Essential Essaouira – A Destination to Discover


Known for its windswept beach and boho-chic vibe, the whitewashed medina of Essaouira (pronounced Ess-a-weera) has long attracted independent travellers looking for life in the slow lane. However, as local resident Lynn Sheppard explains, behind the hewn stone walls of this city, all is not what it seems…


Situated on Morocco’s Atlantic coast, Essaouira was until recently overshadowed by its near neighbour and tourism hub, Marrakech. An apparently sleepy kind of place, it would appear the principal activity for visitors and locals alike is to sit on a cafe terrace with a nouss-nouss coffee (literally “half-half” milk and coffee) or a mint tea and watch the world go by. 

Appearances can be deceptive, however. The pink-hued fortifications of this small fishing town are steeped in a history larger than one might expect. And today, vibrant food and festival cultures are vying for attention with European destinations. Add to this the great lengths to which the Moroccan authorities are going to reassure visitors’ security, and there has never been a better time to discover the essence of Essaouira.

Essaouira medina from the port
Skala fortifications in Essaouira
Blue flouka fishing boats

A history of diversity

Everything Essaouira – formerly known as Mogador – ever was, is and will be is down to its strategic location on Morocco’s Atlantic Coast. Phoenicians, Romans, Portuguese and French all sailed in on the trade winds and left their mark, as did the indigenous Amazigh (Berbers), neighbouring Africans and Arabs from the East. 

Seeking to orientate Morocco towards the West, in the second half of the 18th century, Sultan Sidi Mohammed Ben Abdullah invited Jewish merchant families, many of whom had settled in Morocco following the expulsion of Muslims and Jews following the Spanish Inquisition at the end of the 15th century, to set up in Mogador.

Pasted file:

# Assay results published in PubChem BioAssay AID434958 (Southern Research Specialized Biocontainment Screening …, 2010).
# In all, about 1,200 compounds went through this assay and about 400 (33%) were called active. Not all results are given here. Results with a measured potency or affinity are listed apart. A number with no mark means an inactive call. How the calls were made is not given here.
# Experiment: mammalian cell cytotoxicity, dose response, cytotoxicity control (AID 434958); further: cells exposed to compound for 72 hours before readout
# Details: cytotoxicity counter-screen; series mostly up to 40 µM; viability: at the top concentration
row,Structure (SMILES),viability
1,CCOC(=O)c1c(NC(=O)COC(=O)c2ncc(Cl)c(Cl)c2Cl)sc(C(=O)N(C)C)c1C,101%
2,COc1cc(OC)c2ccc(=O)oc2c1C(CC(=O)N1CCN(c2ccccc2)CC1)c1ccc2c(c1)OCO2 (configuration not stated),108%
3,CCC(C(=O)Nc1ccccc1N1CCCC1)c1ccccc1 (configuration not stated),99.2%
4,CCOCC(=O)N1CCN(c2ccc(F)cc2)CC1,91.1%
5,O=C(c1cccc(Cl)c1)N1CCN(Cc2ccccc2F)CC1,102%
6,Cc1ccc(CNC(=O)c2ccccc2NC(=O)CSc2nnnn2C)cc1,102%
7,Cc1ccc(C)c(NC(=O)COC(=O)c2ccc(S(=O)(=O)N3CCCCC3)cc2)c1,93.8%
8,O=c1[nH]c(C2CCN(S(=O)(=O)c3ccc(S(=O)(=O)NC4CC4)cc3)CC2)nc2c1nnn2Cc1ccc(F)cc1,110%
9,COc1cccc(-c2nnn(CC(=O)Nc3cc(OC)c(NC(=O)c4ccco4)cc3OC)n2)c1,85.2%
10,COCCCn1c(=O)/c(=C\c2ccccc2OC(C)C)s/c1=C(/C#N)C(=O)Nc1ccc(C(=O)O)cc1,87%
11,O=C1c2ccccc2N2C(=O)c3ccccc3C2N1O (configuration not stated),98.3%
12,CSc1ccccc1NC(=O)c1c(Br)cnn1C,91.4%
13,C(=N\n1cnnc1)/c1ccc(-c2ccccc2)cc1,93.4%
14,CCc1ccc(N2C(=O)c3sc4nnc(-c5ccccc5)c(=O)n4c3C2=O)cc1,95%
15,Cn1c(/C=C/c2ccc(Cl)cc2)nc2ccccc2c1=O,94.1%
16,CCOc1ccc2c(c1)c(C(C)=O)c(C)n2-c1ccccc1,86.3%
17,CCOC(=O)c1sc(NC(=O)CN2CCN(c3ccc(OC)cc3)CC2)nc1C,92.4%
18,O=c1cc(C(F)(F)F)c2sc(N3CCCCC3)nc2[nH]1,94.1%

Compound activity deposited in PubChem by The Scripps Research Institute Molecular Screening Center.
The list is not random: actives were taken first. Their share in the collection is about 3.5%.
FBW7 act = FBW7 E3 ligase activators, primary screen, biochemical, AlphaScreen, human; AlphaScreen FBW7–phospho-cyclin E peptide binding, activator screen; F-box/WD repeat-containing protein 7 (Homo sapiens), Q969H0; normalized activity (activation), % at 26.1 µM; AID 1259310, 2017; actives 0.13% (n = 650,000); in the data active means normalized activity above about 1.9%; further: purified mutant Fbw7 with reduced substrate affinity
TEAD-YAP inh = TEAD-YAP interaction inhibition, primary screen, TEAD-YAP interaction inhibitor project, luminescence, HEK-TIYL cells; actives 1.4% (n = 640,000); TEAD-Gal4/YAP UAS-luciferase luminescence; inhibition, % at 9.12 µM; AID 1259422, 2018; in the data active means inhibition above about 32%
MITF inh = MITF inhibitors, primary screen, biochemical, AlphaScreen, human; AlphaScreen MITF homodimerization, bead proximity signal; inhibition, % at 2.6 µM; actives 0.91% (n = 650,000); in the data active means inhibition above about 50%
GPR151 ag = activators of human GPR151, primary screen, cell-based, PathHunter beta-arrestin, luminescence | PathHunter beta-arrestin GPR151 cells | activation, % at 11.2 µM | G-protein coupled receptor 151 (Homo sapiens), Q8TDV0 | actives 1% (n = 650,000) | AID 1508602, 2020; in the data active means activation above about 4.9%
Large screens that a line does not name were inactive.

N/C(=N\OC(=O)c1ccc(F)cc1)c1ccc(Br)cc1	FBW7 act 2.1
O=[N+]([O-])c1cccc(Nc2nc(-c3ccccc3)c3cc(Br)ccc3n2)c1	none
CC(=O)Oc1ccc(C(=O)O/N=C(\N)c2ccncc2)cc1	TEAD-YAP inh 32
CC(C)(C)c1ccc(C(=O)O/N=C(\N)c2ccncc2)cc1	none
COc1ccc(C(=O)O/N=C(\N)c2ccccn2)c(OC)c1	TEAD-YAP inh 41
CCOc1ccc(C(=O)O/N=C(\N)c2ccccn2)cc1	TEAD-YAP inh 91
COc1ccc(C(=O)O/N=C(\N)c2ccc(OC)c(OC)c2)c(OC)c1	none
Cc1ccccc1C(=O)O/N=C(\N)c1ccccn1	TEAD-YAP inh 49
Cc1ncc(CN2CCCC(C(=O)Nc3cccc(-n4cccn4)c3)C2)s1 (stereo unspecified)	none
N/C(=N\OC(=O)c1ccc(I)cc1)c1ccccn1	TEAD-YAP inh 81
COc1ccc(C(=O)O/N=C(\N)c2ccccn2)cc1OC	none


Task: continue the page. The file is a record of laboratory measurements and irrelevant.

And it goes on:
In the 18th and 19th centuries, the streets of Mogador were the base not only for Jewish merchants, but also for European diplomats, negociants and Barbary corsairs. Mogador was the port of Timbuktu, transporting the goods of the camel trains across the oceans in exchange for the spices and tea of the East.

Haim Bitton at Slat Lkahal synagogue

Haim Bitton, is a Jewish son of Mogador responsible for the renovation of Slat Lkahal, one of 37 synagogues which once stood in the city. He is happy to recount stories of Victorian envoys, Tuscan tabernacles and the arrival of green tea to visitors. “The history of Jews in this city is integral to the history of this city and so much has been lost. We need to tell the story of a glorious and peaceful cohabitation to a new generation.” 

A thriving food culture where Moroccan and international cuisines meet 

Essaouira’s culinary traditions are as multicultural as its history. Many local dishes originate in the shared history of the city when different communities celebrated feasts and festivals together, preparing and exchanging special menus and dishes particular to the occasion. 

Today, Essaouira (recognisable to Game of Thrones fans as Astapor) has many European and North American residents. Many have invested in businesses here and have made a valuable contribution to a selection of boutique B&Bs and a thriving foodie scene. John Quinn, a hairdresser from Glasgow, UK, established a restaurant, OneUp, in the former British Consul’s residence.

Local produce at the vegetable souk
Spice souk